Essay about Inpatient CAP Antibiotic Treatment

Submitted By px2118
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Pages: 6

Volume 12 • Number 8 • 2009

Comparative Analysis of Length of Stay,Total Costs, and
Treatment Success between Intravenous Moxifloxacin 400 mg and Levofloxacin 750 mg among Hospitalized Patients with
Community-Acquired Pneumonia vhe_576 1135..1143

Howard Friedman, PhD,1 Xue Song, PhD,2 Simone Crespi, MPH,3 Prakash Navaratnam, MPH, PhD4
Analytic Solutions, LLC, New York, NY, USA; 2Thomson Reuters Healthcare, Cambridge, MA, USA; 3Schering-Plough Pharmaceuticals,
Kenilworth, NJ, USA; 4Informagenics, LLC, Worthington, OH, USA

Objective: This study aimed to evaluate the length of stay (LOS), costs, and treatment consistency among patients hospitalized with communityacquired pneumonia (CAP) initially treated with intravenous (IV) moxifloxacin 400 mg or IV levofloxacin 750 mg.
Methods: Adults with CAP receiving IV moxifloxacin or IV levofloxacin for Ն3 days were identified in the Premier Perspective comparative database. Primary outcomes were LOS and costs. Secondary outcomes included treatment consistency, which was defined as 1) no additional IV moxifloxacin or levofloxacin after Ն1 day off study drug; 2) no switch to another IV antibiotic; and 3) no addition of another IV antibiotic.
Results: A total of 7720 patients met inclusion criteria (6040 receiving moxifloxacin; 1680 receiving levofloxacin). Propensity matching created two cohorts (1300 patients each) well matched for demographic, clinical,

hospital, and payor characteristics. Before the patients were matched, mean LOS (5.87 vs. 5.46 days; P = 0.0004) and total costs per patient
($7302 vs. $6362; P < 0.0001) were significantly greater with moxifloxacin. After the patients were matched, mean LOS (5.63 vs. 5.51 days;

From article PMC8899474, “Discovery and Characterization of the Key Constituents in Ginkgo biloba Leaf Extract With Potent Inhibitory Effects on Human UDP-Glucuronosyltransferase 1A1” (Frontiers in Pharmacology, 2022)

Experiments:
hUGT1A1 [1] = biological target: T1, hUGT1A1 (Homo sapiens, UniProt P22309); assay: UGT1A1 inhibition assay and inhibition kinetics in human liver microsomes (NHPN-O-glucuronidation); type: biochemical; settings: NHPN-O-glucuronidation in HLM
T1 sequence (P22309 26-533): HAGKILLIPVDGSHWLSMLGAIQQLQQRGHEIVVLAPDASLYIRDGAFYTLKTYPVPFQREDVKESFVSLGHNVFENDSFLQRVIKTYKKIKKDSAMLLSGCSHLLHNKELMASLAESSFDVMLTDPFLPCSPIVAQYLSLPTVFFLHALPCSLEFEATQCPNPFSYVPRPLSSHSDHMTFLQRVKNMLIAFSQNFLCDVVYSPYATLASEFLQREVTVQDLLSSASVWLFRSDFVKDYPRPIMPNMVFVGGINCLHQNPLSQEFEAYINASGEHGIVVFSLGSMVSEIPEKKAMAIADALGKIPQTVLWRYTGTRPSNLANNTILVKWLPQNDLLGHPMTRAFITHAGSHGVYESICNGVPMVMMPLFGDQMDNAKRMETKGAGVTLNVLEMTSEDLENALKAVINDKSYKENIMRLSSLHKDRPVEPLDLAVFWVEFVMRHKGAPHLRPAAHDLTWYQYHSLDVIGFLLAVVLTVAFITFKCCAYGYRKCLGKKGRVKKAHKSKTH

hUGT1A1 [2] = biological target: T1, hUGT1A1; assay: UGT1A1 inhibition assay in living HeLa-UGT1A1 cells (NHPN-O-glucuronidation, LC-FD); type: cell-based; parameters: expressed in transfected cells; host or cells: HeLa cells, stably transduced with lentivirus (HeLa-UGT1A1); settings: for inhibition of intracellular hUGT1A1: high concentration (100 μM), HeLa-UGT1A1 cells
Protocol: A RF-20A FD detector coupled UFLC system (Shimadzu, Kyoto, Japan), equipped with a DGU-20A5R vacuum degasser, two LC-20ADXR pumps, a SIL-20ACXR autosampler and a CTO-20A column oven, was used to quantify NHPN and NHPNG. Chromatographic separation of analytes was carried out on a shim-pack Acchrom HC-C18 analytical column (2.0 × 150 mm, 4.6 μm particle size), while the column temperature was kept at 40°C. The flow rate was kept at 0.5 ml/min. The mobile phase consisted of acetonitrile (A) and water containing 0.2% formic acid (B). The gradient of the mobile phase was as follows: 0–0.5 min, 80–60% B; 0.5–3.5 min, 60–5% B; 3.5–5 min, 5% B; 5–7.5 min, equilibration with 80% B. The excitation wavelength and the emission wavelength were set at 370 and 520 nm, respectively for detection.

P = 0.462) and total costs ($6624 vs. $6473; P = 0.476) were comparable in both cohorts. Treatment consistency was higher for moxifloxacin before
(81.0% vs. 78.9%; P = 0.048) and after matching (82.8% vs. 78.0%;
P = 0.002).
Conclusions: In-hospital treatment of CAP with IV moxifloxacin 400 mg or IV levofloxacin 750 mg was associated with similar hospital LOS and costs in propensity-matched cohorts.
Keywords: community-acquired pneumonia, cost, hospital, length of stay, levofloxacin, moxifloxacin, treatment outcomes.


including the likelihood that the patient will reliably take oral medications [6]. The IDSA/ATS guidelines recommend hospitalization or, where available and appropriate, intensive, in-home health-care services, for patients with confusion, urea, respiratory rate, blood pressure, and age Ն65 years scores Ն2. Empiric antibiotic therapy in hospitalized patients should consist of a respiratory fluoroquinolone (e.g., moxifloxacin or levofloxacin) or alternatively, a beta-lactam (e.g., cefotaxime, ceftriaxone, ampicillin, or for selected patients, ertapenem) plus macrolide regimen [6]. When patients are admitted directly to an intensive care unit (ICU), empiric therapy should consist of a beta-lactam plus either a respiratory fluoroquinolone or azithromycin.
The safety and efficacy of respiratory fluoroquinolones in hospitalized patients with CAP have been demonstrated in numerous studies [12–15]. Comparisons to beta-lactam– macrolide regimens or nonstandardized regimens suggest that fluoroquinolones lead to earlier hospital discharge, which in some studies has led to cost savings [16–18]. In the CommunityAcquired Pneumonia Recovery in the Elderly study, a prospective, randomized, double-blind trial, treatment with moxifloxacin 400 mg daily was associated with significantly faster clinical recovery than treatment with levofloxacin 500 mg daily in hospitalized elderly patients with CAP, although the clinical cure rates did not differ significantly when assessed 5 to
21 days after completion of treatment [15]. Nevertheless, a recent retrospective database analysis of hospitalized patients with CAP suggested that initial treatment with intravenous (IV)